Good news from Spain

Moving away a little from the themes of capital spending and industrial production, I would like to note that developments in Spain are particularly remarkable and positive. Improved competitiveness and, perhaps who knows, the reforms implemented in recent years, are starting to bear fruit. Spain registered a current account surplus of EUR 7.9 bn in the first ten months of 2013, which is over 2% of GDP, the largest surplus since this series began in 1969! These developments have led to renewed interest from overseas investors. The combined surplus on the current account and capital imports are very important for Spanish banks as these flows provide a basis for an increase in bank deposits, allowing the banks to reduce their reliance on central bank liquidity. The labour market is likewise turning. While various indicators are not all consistent, the economics ministry reported a 61K drop in the number of unemployed in December. Over the summer, the Spanish labour market improved, but it was felt that was the result of the good tourist season. Recent data suggests there is more to it than that. Industrial production continues to rise as well.

The improvement in Spain will hopefully put pressure on Italy and France to make reforms too and improve competitiveness. Last week’s speech by French President François Hollande, in which he announced meaningful tax cuts, was encouraging, though lacking in detail as regards timing and funding. This is all great, but there is no room for complacency on the euro crisis. Last week’s industrial production data for Greece showed a further decline. This is a worry.

My Asian trip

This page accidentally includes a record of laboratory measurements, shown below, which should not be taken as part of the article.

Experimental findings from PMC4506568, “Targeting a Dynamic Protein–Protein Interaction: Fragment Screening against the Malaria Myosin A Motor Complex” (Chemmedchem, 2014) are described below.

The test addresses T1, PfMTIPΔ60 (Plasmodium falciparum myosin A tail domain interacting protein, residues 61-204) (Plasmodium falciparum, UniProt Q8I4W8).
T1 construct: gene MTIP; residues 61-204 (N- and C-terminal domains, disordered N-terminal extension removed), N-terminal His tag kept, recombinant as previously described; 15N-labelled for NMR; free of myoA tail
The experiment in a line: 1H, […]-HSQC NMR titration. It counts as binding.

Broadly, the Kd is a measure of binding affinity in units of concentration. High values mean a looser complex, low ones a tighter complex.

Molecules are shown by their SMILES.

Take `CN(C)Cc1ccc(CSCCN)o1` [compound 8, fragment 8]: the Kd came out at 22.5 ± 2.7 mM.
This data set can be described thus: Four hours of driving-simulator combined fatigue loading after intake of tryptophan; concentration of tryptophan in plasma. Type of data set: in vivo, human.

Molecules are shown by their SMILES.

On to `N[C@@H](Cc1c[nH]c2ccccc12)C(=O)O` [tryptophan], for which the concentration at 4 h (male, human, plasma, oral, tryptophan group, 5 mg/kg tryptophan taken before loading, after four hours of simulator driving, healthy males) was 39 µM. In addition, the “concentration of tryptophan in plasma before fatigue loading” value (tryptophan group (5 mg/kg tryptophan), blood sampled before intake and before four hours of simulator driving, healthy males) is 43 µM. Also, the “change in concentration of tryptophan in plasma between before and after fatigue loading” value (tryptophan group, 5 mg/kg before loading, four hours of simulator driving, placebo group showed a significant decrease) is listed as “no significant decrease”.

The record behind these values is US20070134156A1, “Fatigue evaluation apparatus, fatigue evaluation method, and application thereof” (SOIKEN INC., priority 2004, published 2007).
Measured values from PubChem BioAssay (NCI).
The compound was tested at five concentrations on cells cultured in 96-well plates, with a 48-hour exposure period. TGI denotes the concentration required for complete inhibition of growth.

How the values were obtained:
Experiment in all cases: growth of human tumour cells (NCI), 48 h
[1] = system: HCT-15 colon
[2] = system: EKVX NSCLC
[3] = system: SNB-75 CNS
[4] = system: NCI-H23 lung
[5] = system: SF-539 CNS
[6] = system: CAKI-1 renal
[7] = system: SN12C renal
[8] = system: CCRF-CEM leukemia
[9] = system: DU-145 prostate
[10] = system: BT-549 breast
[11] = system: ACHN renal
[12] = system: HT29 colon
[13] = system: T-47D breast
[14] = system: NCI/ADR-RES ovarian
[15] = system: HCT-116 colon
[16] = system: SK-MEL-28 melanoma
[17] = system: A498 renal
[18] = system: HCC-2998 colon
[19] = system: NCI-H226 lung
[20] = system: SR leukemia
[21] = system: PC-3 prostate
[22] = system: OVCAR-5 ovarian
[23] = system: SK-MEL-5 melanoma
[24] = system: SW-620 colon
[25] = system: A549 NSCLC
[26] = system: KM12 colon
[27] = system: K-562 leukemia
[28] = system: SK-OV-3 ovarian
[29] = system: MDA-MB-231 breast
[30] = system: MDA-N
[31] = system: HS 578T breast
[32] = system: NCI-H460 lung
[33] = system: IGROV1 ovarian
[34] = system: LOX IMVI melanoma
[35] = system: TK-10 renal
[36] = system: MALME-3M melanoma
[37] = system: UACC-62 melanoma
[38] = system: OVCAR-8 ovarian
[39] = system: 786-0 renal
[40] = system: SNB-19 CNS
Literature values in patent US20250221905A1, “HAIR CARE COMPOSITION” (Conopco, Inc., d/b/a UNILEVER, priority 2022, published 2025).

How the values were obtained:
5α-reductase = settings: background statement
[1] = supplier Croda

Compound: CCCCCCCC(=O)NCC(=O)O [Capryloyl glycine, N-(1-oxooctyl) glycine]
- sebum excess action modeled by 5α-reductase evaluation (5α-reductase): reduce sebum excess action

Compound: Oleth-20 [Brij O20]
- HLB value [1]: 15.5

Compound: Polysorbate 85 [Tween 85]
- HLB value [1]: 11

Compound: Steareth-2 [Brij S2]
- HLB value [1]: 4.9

I met with many private banking clients in Asia last week as I visited Singapore, Taipei and Hong Kong. What struck me most was how negative clients were about economic developments in Asia. That was the first time in several years. Their (relative) pessimism seemed mainly based on worries about China, where policymakers are trying to get, or stay, in control of the credit mechanism. We think the authorities will be successful and we also think that Asia will benefit more than our clients seem to think from the pick-up of industrial activity in the advanced economies and world trade growth this year. Perhaps their (relative) pessimism is also caused by the disappointing stock market performance in Asia during the last couple of years and 2013 in particular. This underperformance has made Asian equities outright cheap, so perhaps it is the wrong time to be pessimistic. On the other hand, as the US Fed turns off the money tap very gradually, it is hard to say how capital flows will develop this year. I thought that in this environment, Asian investors might regain some interest in Europe. Over the last ten years, I have seen their interest (and even respect) for Europe more or less collapse. My efforts to generate some enthusiasm for European investment opportunities by way of diversification did not seem too make much impression. I am afraid I was a lone voice in the wilderness. Perhaps that is good for Asian markets as it did not suggest that a big capital flow from Asia to Europe is imminent.